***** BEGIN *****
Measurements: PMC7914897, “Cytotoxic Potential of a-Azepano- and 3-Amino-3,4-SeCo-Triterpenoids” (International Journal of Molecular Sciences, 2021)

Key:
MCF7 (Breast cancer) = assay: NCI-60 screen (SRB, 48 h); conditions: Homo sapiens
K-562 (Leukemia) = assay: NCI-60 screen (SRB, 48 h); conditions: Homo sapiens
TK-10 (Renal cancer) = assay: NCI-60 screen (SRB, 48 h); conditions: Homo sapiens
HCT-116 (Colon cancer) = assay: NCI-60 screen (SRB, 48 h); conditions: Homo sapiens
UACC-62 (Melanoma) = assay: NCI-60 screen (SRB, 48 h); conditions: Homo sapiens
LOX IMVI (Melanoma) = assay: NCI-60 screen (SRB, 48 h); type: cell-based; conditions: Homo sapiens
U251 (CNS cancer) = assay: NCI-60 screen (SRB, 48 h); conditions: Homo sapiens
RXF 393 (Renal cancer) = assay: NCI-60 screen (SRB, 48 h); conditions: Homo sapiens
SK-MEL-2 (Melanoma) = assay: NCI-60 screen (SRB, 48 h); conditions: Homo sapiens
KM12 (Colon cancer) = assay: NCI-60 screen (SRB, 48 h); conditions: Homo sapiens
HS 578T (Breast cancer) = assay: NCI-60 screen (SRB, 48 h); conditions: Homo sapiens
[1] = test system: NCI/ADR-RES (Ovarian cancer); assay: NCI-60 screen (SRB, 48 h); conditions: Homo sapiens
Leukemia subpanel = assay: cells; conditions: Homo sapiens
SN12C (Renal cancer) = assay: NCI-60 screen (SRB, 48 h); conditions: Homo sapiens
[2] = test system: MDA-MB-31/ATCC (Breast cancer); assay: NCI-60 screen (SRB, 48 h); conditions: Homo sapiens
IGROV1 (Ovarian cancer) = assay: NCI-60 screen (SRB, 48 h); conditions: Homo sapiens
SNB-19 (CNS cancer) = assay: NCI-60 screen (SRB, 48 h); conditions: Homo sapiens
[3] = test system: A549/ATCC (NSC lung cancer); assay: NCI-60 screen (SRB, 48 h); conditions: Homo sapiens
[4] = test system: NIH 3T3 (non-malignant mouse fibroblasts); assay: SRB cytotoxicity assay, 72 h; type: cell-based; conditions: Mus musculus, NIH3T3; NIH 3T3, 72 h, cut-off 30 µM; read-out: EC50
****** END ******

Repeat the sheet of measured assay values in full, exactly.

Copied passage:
Measurements: PMC7914897, “Cytotoxic Potential of a-Azepano- and 3-Amino-3,4-SeCo-Triterpenoids” (International Journal of Molecular Sciences, 2021)

Key:
MCF7 (Breast cancer) = assay: NCI-60 screen (SRB, 48 h); conditions: Homo sapiens
K-562 (Leukemia) = assay: NCI-60 screen (SRB, 48 h); conditions: Homo sapiens
TK-10 (Renal cancer) = assay: NCI-60 screen (SRB, 48 h); conditions: Homo sapiens
HCT-116 (Colon cancer) = assay: NCI-60 screen (SRB, 48 h); conditions: Homo sapiens
UACC-62 (Melanoma) = assay: NCI-60 screen (SRB, 48 h); conditions: Homo sapiens
LOX IMVI (Melanoma) = assay: NCI-60 screen (SRB, 48 h); type: cell-based; conditions: Homo sapiens
U251 (CNS cancer) = assay: NCI-60 screen (SRB, 48 h); conditions: Homo sapiens
RXF 393 (Renal cancer) = assay: NCI-60 screen (SRB, 48 h); conditions: Homo sapiens
SK-MEL-2 (Melanoma) = assay: NCI-60 screen (SRB, 48 h); conditions: Homo sapiens
KM12 (Colon cancer) = assay: NCI-60 screen (SRB, 48 h); conditions: Homo sapiens
HS 578T (Breast cancer) = assay: NCI-60 screen (SRB, 48 h); conditions: Homo sapiens
[1] = test system: NCI/ADR-RES (Ovarian cancer); assay: NCI-60 screen (SRB, 48 h); conditions: Homo sapiens
Leukemia subpanel = assay: cells; conditions: Homo sapiens
SN12C (Renal cancer) = assay: NCI-60 screen (SRB, 48 h); conditions: Homo sapiens
[2] = test system: MDA-MB-31/ATCC (Breast cancer); assay: NCI-60 screen (SRB, 48 h); conditions: Homo sapiens
IGROV1 (Ovarian cancer) = assay: NCI-60 screen (SRB, 48 h); conditions: Homo sapiens
SNB-19 (CNS cancer) = assay: NCI-60 screen (SRB, 48 h); conditions: Homo sapiens
[3] = test system: A549/ATCC (NSC lung cancer); assay: NCI-60 screen (SRB, 48 h); conditions: Homo sapiens
[4] = test system: NIH 3T3 (non-malignant mouse fibroblasts); assay: SRB cytotoxicity assay, 72 h; type: cell-based; conditions: Mus musculus, NIH3T3; NIH 3T3, 72 h, cut-off 30 µM; read-out: EC50